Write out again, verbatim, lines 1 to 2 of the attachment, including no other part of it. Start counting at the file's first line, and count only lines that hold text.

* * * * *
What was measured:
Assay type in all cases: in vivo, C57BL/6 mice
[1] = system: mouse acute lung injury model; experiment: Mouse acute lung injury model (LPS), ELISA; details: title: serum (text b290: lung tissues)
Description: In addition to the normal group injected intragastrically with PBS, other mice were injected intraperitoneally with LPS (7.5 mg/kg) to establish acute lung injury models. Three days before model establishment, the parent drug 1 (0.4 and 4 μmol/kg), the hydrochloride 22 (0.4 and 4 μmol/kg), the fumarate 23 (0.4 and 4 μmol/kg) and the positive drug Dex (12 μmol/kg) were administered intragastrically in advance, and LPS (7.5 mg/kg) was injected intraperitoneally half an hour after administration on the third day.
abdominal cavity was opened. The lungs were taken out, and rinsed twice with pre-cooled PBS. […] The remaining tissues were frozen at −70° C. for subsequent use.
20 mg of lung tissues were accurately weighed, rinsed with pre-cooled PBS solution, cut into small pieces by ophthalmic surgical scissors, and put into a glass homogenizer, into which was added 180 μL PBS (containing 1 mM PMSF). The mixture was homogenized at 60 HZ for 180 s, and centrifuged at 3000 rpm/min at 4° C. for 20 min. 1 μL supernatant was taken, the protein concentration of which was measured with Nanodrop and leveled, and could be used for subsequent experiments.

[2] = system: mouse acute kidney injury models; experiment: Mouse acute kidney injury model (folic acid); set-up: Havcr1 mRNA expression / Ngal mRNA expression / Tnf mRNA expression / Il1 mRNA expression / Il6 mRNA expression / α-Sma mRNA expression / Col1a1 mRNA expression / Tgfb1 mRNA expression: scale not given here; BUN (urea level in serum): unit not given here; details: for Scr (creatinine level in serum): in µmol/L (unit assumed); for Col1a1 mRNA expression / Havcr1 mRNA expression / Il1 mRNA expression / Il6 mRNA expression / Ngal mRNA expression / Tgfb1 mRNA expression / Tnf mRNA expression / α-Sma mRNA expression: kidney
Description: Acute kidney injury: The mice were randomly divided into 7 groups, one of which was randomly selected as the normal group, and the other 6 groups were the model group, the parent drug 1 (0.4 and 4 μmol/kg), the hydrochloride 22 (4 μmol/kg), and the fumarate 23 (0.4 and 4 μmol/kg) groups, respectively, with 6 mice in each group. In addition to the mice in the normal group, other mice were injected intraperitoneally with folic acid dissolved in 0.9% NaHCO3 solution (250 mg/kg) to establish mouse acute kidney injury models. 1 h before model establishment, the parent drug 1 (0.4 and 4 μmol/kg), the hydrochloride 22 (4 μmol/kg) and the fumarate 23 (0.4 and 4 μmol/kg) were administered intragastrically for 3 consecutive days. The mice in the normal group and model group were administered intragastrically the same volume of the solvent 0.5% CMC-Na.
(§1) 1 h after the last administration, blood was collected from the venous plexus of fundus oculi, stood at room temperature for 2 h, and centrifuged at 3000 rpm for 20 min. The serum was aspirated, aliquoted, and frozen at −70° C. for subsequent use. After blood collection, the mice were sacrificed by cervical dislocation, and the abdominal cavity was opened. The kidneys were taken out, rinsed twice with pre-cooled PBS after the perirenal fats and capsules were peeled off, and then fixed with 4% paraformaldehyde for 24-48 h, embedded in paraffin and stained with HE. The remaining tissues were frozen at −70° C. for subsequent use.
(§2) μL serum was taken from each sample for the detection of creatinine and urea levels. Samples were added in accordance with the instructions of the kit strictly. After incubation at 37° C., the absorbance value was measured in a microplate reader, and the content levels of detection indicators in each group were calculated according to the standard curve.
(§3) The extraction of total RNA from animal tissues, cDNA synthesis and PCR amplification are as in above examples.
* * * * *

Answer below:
What was measured:
Assay type in all cases: in vivo, C57BL/6 mice